‘It’ll be loud and unruly and it might live 70 years, it’s out of the question.’
She pouts and he feels a hot bubbling under his skin.
‘Stop that,’ you look like a child is what he does not say, because the bubbling is not only anger and it gets stronger the more she looks at him like that.
‘All right, all right,’ he says, ‘I’ll buy you the damned bird, but don’t come running to me when it keeps you awake all night.’
‘Oh, I might,’ she says.
Posted by W. R. Woolf on August 22, 2014
I have a hoard of memory sticks in my room. Most of them I got for free at events, meetings and at work. It’s incredible how many they give away at work. First I filled up all my cupboards then my drawers; my clothes are now on the floor, and I have to dig through the heaps of memory sticks to get to them.
There was a period where I had difficulty reaching my bed, but now the layer of memory sticks is thick enough for me to walk on the surface all the way. Sometimes I curl around one of the larger heaps, inhale deeply and pretend to breathe fire.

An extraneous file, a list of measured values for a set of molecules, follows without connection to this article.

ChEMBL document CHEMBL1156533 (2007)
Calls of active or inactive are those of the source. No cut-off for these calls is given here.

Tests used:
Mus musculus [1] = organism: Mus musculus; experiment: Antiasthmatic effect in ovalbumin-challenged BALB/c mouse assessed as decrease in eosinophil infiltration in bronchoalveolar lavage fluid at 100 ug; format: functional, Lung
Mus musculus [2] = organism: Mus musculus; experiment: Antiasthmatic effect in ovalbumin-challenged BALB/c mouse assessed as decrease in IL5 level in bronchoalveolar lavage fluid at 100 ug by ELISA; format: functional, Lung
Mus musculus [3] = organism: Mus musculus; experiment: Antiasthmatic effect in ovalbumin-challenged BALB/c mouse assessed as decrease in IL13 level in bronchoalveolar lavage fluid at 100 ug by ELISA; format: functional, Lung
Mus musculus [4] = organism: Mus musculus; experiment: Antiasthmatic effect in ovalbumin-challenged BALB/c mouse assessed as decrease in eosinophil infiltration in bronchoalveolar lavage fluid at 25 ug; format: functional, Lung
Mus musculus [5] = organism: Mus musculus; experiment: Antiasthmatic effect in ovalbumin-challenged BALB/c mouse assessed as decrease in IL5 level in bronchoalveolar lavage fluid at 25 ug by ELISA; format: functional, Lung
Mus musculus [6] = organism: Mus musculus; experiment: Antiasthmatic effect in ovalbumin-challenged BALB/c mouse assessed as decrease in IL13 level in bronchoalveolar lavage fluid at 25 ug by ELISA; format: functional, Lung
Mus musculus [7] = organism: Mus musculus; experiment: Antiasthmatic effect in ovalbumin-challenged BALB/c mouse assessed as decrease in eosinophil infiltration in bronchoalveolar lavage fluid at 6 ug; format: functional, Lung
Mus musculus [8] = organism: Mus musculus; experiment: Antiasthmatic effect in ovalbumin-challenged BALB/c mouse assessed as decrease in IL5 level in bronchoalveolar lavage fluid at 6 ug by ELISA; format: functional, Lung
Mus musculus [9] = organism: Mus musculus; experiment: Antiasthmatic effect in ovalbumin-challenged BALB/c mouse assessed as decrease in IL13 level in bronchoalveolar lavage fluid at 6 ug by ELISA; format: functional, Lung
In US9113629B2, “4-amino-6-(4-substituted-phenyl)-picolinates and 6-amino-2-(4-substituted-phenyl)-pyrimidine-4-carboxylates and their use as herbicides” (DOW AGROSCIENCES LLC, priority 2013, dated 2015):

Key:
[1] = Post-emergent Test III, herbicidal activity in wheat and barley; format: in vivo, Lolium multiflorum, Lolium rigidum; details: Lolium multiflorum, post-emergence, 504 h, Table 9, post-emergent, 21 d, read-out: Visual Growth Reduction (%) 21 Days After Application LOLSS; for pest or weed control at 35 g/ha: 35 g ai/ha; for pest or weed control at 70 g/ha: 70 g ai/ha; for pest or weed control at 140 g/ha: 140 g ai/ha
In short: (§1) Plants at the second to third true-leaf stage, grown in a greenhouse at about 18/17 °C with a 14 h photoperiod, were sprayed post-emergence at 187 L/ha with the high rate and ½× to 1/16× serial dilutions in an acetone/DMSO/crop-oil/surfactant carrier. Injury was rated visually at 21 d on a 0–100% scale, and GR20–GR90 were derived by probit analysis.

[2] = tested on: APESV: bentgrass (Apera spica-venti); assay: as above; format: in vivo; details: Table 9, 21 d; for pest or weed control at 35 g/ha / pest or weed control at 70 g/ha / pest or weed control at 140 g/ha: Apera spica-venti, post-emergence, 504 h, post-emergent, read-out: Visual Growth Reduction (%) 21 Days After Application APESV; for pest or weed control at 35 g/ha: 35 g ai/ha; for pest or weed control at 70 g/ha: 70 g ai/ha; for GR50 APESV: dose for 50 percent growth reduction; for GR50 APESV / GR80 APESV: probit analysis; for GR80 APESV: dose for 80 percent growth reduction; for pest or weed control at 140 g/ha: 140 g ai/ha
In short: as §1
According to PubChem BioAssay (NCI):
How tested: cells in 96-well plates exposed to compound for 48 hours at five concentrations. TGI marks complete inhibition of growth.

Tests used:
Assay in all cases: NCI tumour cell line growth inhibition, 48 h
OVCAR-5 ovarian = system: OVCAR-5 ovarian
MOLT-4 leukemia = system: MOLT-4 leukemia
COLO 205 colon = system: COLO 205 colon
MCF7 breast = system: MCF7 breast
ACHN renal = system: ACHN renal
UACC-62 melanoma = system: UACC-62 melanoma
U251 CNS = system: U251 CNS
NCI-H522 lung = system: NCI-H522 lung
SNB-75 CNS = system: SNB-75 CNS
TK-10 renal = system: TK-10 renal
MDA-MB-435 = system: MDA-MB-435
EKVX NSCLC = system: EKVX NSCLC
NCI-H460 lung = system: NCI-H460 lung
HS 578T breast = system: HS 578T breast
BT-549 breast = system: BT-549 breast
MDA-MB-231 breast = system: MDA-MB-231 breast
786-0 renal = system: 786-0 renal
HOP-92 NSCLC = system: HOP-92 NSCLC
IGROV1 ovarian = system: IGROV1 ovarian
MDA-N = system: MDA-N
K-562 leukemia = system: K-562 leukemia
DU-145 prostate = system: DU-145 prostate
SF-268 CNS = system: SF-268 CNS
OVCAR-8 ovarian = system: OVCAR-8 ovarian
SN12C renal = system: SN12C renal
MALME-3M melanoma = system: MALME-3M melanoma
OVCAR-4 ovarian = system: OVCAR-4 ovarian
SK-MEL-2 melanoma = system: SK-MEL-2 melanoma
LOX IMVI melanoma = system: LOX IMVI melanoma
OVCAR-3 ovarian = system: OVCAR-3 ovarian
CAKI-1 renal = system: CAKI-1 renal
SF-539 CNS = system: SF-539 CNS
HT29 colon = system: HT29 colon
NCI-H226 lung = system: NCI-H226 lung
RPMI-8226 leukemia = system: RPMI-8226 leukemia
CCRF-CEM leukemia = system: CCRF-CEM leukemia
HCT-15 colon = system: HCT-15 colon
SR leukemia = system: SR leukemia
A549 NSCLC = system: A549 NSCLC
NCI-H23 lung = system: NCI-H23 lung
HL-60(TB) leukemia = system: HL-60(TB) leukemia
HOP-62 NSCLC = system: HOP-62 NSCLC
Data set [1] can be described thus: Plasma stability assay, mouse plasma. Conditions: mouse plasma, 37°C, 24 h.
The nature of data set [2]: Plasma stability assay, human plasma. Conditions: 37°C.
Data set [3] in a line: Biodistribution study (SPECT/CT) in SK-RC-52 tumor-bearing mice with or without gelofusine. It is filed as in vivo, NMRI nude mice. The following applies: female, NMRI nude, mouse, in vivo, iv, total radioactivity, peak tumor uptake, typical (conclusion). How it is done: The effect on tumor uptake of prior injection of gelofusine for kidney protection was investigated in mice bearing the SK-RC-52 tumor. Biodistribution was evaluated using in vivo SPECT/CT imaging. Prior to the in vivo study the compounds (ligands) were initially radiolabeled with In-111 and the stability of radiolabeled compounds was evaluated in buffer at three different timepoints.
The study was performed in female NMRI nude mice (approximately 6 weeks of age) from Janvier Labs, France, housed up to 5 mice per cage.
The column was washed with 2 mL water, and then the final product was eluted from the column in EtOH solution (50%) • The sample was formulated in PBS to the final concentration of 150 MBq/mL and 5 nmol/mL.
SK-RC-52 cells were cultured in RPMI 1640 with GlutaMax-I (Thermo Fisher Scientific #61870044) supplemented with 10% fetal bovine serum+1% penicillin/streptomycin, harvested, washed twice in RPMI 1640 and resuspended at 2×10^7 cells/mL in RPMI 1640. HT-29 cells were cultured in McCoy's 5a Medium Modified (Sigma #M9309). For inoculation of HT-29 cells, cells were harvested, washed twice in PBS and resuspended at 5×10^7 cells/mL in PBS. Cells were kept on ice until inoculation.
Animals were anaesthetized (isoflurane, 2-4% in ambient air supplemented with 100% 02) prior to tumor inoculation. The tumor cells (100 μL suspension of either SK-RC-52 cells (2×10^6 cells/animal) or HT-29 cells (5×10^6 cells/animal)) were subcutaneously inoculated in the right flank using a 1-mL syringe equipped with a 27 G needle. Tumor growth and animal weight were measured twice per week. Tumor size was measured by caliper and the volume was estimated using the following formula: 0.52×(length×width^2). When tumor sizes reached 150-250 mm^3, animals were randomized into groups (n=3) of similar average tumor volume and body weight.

And what’s on the memory sticks you ask? It’s the same on all of them.
Pictures of you.
Posted by W. R. Woolf on August 20, 2014
I was hypnotised by the fire in your eyes,
But I confused a candle flame for the moon,
And now I’ll never escape your hair.
No matter how much I eat through your clothes,
I’ll never reach your heart;
Your skin is marble.
In your closet, I can dream of our love,
Writhing around the poison you’ve left especially for me.
I know I should leave,
And I would,
If actions could travel directly from my brain to my limbs.
But old delusions keep pushing action aside,
And as I stand mesmerised,
Your hair only wraps me tighter.
Posted by W. R. Woolf on August 15, 2014